Our characters:

Mother SpeedMOTHER SPEED (Katina Garner) – The Mother Superior of the Order of the Roller Blade. She is in a wheelchair yet still wears roller skates on her feet since such skates are part of the Order’s sacred garments. Mother Speed, like all the good guys in Roller Blade, speaks in grandiose faux-Shakespearean littered with “thees” and “thous” and “yea, verilies.” ESPECIALLY “yea, verilies.” 

Making Mother Speed even more fun is the way she speaks with a weird accent that makes her sound like popular 1980s sex therapist Dr Ruth Westheimer. Continue reading

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IDAHO TRANSFER (1973): MOVIE REVIEW

IDAHO TRANSFER (1973) – This film, directed by Peter Fonda and starring mostly unknowns, deals with time travel and post-apocalypse themes. It was retitled Deranged for its DVD release. I have no idea why.

Not so long ago Idaho Transfer was regarded among us fans of bad movies as a So-Bad-It’s Good example of the way so many 1970s sci-fi films were presented as if they were being deep and innovative when in truth they were just reworking ideas from old Twilight Zone and Outer Limits episodes but dragging them out to unbearable length.

Here in 2021 Idaho Transfer has fallen so far off the schlock charts that it’s unknown to many viewers. However, it is STILL one of the best So-Bad-It’s-Good examples of pretentious yet shallow 1970s sci-fi films. While this story might have made a decent episode of a half-hour anthology series it is excruciatingly stretched out to 86 minutes.

THE PREMISE: In the movie’s present-day (1973) a group of scientists in Idaho have been using their federal grant money to try developing a teleportation/ matter transfer device for the government. Along the way, however, they realized that they had accidentally invented a machine that transports people and objects through time instead of space.  Continue reading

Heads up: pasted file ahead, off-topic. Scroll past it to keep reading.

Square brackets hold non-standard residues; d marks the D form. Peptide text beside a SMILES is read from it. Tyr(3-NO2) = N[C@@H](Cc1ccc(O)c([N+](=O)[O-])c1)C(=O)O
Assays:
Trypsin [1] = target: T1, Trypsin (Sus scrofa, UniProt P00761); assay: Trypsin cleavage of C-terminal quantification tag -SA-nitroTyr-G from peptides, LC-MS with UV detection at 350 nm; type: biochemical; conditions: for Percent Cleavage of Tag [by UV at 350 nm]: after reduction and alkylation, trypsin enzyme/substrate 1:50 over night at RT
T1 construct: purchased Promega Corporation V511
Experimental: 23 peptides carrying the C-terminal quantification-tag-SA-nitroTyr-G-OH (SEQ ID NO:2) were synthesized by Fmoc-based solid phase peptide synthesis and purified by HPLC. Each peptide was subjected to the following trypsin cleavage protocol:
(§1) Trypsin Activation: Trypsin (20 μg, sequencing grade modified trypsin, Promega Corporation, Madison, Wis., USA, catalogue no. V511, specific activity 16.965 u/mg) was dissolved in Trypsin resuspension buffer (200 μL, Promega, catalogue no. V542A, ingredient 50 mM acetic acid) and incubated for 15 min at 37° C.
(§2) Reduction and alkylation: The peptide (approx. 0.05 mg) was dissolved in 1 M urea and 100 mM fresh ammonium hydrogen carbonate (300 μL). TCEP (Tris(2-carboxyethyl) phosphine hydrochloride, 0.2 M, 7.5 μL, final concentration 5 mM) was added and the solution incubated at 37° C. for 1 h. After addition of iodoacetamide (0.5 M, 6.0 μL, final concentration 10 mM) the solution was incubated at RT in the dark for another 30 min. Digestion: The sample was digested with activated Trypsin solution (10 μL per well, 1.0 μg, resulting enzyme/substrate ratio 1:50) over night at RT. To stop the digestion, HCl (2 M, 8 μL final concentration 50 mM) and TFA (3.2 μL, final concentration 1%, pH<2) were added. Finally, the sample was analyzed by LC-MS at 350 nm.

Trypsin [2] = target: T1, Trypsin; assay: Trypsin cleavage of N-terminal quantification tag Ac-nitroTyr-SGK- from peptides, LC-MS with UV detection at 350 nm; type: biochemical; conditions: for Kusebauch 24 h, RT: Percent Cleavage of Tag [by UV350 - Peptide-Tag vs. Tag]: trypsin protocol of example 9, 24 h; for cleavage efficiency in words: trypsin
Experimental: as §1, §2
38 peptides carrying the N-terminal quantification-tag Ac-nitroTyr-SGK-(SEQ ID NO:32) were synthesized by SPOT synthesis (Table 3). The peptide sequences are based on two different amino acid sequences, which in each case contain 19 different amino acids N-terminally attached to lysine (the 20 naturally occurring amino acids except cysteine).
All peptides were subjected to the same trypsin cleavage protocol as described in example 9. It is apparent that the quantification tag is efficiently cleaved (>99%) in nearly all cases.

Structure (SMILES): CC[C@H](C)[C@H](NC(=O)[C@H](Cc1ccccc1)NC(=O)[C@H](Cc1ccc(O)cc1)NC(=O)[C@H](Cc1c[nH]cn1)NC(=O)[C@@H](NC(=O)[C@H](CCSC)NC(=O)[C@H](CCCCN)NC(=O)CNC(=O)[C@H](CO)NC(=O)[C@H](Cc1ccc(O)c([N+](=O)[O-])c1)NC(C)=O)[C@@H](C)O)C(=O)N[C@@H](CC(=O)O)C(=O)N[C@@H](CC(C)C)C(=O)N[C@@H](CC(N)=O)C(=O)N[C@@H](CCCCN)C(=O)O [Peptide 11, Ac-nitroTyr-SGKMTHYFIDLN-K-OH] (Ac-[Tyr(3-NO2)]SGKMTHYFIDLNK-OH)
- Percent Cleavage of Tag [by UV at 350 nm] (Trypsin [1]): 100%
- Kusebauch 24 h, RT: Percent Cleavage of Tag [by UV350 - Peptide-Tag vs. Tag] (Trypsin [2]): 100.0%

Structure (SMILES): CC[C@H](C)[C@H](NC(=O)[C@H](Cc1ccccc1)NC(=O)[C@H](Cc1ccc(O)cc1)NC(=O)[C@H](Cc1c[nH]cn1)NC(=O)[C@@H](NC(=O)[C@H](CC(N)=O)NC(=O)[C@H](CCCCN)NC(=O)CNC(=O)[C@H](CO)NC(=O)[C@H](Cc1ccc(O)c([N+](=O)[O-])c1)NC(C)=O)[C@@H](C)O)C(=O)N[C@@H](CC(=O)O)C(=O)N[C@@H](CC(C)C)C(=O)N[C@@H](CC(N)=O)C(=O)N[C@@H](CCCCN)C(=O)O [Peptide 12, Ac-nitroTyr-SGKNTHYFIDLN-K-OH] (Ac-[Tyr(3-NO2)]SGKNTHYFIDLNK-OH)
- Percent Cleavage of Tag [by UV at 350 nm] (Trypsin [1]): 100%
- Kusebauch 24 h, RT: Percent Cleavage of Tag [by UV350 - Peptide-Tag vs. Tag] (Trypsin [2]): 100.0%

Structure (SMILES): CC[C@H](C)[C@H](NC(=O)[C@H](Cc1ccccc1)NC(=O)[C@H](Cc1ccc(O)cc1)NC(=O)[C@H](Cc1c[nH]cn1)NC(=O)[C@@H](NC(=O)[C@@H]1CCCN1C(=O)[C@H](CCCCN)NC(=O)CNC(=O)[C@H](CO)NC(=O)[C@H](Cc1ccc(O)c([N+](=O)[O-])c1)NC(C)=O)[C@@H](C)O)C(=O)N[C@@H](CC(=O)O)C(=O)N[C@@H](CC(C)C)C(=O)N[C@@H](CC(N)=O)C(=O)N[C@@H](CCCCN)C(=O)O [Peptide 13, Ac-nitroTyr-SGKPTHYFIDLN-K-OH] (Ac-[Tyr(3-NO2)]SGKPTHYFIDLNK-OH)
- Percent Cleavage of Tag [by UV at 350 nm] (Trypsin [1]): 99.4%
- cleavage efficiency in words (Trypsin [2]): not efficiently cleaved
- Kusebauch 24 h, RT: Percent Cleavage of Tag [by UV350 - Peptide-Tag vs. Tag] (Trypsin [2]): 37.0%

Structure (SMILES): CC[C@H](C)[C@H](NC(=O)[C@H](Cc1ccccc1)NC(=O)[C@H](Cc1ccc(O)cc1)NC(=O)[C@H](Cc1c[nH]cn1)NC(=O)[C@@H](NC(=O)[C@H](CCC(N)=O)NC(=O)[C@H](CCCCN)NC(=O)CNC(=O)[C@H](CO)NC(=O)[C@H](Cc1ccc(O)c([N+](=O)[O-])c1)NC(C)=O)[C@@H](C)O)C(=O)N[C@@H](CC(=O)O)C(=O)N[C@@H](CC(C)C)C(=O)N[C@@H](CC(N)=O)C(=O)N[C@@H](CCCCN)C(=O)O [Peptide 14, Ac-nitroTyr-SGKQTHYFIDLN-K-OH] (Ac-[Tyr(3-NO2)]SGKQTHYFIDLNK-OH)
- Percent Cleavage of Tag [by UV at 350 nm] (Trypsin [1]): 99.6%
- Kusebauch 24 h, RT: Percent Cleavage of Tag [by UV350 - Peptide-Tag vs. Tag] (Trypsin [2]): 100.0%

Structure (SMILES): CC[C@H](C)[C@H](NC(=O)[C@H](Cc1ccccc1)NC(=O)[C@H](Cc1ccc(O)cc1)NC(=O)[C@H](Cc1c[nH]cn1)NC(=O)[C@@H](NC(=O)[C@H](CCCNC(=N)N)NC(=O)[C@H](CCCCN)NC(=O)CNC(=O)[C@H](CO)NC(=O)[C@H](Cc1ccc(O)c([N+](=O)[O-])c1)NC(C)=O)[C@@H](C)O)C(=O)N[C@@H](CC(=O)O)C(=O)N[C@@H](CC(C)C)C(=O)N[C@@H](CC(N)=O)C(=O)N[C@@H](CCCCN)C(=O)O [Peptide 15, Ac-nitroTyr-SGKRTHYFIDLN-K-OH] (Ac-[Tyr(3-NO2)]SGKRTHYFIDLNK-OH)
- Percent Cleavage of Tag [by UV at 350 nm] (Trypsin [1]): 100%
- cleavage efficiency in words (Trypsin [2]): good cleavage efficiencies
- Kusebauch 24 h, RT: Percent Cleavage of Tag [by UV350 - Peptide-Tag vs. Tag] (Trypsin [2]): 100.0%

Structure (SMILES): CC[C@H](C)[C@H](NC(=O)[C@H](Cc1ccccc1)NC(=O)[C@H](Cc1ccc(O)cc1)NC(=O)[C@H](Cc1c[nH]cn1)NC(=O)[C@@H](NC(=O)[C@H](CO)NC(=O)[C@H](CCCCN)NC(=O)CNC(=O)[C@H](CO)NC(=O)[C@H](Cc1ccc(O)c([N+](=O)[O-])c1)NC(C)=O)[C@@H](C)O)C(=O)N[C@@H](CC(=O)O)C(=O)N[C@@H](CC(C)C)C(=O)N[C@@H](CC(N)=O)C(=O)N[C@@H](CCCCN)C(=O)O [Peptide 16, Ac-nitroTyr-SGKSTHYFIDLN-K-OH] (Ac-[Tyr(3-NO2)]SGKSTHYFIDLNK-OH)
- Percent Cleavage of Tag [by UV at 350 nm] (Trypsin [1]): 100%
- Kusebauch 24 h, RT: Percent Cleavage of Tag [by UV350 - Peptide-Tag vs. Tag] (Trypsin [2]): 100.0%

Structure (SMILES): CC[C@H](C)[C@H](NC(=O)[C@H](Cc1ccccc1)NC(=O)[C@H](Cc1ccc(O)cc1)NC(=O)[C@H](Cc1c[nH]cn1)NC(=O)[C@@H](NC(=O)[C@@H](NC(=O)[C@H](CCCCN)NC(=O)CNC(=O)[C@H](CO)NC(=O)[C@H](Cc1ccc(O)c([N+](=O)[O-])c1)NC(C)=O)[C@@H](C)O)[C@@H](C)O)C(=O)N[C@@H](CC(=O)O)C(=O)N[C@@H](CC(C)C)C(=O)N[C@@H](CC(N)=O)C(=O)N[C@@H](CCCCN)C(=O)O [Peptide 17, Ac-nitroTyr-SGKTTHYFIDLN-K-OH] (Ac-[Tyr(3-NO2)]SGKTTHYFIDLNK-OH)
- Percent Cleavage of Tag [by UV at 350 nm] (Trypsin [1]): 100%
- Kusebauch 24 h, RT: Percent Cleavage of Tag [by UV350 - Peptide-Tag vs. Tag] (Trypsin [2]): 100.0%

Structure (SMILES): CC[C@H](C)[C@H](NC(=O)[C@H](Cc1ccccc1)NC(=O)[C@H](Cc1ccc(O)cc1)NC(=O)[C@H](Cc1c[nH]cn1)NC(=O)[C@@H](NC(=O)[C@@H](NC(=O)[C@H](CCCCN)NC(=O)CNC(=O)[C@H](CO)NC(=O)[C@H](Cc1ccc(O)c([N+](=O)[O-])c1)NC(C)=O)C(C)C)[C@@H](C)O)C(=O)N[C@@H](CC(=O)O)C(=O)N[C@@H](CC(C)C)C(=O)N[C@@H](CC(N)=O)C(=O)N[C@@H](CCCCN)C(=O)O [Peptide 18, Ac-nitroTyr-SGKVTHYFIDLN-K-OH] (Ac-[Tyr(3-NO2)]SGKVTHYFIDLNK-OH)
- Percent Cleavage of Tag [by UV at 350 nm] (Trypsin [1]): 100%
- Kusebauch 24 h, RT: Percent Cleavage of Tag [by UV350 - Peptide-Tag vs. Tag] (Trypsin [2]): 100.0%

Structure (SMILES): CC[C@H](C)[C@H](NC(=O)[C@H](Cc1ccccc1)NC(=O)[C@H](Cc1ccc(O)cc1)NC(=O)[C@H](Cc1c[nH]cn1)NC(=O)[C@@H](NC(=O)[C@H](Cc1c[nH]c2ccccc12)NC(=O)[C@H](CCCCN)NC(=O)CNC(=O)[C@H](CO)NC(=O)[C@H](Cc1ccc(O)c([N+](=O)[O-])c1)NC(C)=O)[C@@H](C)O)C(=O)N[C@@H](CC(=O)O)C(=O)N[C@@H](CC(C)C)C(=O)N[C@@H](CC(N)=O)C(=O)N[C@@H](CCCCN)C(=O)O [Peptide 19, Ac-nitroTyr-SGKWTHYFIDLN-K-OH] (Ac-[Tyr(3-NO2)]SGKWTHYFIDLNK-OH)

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THE SCARLET PLAGUE (1912): ANCIENT SCIENCE FICTION

scarlet plagueTHE SCARLET PLAGUE (1912) – Written by THE Jack London. Years ago Balladeer’s Blog reviewed London’s mad scientist horror tale A Thousand Deaths, now I’ll examine The Scarlet Plague, London’s post-apocalypse plague story set in the year 2073.

              Jack London opens up this novella with a grim look at what life is like in the aftermath of the Scarlet Plague which swept the planet in the year 2013. Many recent reviews of this book focus purely on the disease angle because of the world’s ongoing Covid experience, but I think they overlook a lot of London’s political and class commentary. 

I’ll take a look at the way in which London presented the pre-plague America of 2013 as a dystopia even before the first victim of the Scarlet Plague passed away. The elderly survivor recounting the tale to his grandchildren in 2073 doesn’t describe it that way because he was in a privileged class as an “educator”.

scarlet plague 2James Howard Smith is that elderly survivor in a world returned largely to hunting and gathering. He is cared for by his three grandsons, Edwin and two others whose absurd names probably contribute to keeping The Scarlet Plague so underappreciated – Hoo-Hoo and Harelip. (?) They get by as well as they can in northern California, raising dogs to help them herd the goats that they raise for meat and milk, and relying on the ocean for much of the rest of their food supply. Primitive weapons like bows and arrows are all they have on hand to use against wild bears and other menaces. Continue reading

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EMPIRE OF ASH WEDNESDAY – MOVIE REVIEW

After a terrific Fat Tuesday it’s time for Ash Wednesday … as in Empire of Ash, the awful series of post-apocalypse movies. From Canada! Brave the Canuckalypse with me!